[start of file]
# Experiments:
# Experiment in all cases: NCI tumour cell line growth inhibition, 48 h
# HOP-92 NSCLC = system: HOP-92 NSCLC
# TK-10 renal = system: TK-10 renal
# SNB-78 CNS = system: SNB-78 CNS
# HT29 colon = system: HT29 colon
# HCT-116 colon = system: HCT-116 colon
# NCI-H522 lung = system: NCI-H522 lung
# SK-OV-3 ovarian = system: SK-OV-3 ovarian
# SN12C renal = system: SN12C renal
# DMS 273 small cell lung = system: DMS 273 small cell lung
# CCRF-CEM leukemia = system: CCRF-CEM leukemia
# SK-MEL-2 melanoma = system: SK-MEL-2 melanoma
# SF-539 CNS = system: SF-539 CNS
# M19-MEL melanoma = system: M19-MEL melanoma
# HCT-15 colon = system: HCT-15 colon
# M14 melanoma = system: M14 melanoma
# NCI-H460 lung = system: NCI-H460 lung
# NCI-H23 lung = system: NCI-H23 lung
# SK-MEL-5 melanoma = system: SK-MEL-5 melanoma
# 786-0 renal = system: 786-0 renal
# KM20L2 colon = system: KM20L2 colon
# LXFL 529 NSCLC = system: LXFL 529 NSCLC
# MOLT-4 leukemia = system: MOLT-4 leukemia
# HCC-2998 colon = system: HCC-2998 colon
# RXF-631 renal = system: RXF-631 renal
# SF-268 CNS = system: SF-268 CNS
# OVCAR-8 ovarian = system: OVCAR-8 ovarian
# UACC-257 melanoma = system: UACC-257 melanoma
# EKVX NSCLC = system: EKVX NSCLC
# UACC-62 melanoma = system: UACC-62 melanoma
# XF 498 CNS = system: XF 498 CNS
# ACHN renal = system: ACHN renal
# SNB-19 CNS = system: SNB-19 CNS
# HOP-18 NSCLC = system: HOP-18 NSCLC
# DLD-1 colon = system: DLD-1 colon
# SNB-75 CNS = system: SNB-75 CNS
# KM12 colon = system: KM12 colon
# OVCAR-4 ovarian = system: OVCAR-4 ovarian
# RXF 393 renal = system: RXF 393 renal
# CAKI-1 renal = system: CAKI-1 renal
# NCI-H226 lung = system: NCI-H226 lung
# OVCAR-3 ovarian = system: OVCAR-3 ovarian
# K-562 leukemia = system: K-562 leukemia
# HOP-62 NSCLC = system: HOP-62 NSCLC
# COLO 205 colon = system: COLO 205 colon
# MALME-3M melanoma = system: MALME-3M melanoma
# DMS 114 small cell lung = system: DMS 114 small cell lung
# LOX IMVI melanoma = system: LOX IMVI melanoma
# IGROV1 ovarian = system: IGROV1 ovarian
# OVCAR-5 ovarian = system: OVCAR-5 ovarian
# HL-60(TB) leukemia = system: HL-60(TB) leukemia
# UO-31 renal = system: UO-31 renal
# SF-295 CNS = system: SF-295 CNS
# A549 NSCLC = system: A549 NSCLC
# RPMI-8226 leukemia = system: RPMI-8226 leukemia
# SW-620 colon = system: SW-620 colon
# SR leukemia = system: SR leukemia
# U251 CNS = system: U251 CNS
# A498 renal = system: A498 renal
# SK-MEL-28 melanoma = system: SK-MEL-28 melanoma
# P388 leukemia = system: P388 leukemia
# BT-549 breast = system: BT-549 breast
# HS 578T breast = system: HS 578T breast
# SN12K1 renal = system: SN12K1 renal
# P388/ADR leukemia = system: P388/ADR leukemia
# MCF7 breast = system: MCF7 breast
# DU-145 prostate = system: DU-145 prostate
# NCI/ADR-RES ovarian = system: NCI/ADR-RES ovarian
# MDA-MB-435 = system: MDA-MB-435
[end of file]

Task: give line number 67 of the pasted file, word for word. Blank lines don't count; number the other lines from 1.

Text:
# MCF7 breast = system: MCF7 breast